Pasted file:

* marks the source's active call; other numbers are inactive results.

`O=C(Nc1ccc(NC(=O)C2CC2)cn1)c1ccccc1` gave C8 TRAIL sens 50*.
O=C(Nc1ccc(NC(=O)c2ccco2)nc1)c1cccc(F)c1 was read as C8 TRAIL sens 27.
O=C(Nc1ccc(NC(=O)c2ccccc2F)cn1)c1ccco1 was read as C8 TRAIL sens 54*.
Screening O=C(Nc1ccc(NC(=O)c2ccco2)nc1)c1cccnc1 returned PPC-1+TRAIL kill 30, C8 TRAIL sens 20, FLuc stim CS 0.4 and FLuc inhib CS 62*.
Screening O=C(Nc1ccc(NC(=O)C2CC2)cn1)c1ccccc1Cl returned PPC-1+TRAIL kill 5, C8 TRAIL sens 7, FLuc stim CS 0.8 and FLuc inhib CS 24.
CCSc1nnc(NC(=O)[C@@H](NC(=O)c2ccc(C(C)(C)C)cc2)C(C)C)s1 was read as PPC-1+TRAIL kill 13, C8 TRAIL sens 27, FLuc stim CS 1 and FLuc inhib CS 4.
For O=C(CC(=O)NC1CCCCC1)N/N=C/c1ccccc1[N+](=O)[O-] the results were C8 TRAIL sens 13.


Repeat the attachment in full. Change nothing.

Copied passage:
* marks the source's active call; other numbers are inactive results.

`O=C(Nc1ccc(NC(=O)C2CC2)cn1)c1ccccc1` gave C8 TRAIL sens 50*.
O=C(Nc1ccc(NC(=O)c2ccco2)nc1)c1cccc(F)c1 was read as C8 TRAIL sens 27.
O=C(Nc1ccc(NC(=O)c2ccccc2F)cn1)c1ccco1 was read as C8 TRAIL sens 54*.
Screening O=C(Nc1ccc(NC(=O)c2ccco2)nc1)c1cccnc1 returned PPC-1+TRAIL kill 30, C8 TRAIL sens 20, FLuc stim CS 0.4 and FLuc inhib CS 62*.
Screening O=C(Nc1ccc(NC(=O)C2CC2)cn1)c1ccccc1Cl returned PPC-1+TRAIL kill 5, C8 TRAIL sens 7, FLuc stim CS 0.8 and FLuc inhib CS 24.
CCSc1nnc(NC(=O)[C@@H](NC(=O)c2ccc(C(C)(C)C)cc2)C(C)C)s1 was read as PPC-1+TRAIL kill 13, C8 TRAIL sens 27, FLuc stim CS 1 and FLuc inhib CS 4.
For O=C(CC(=O)NC1CCCCC1)N/N=C/c1ccccc1[N+](=O)[O-] the results were C8 TRAIL sens 13.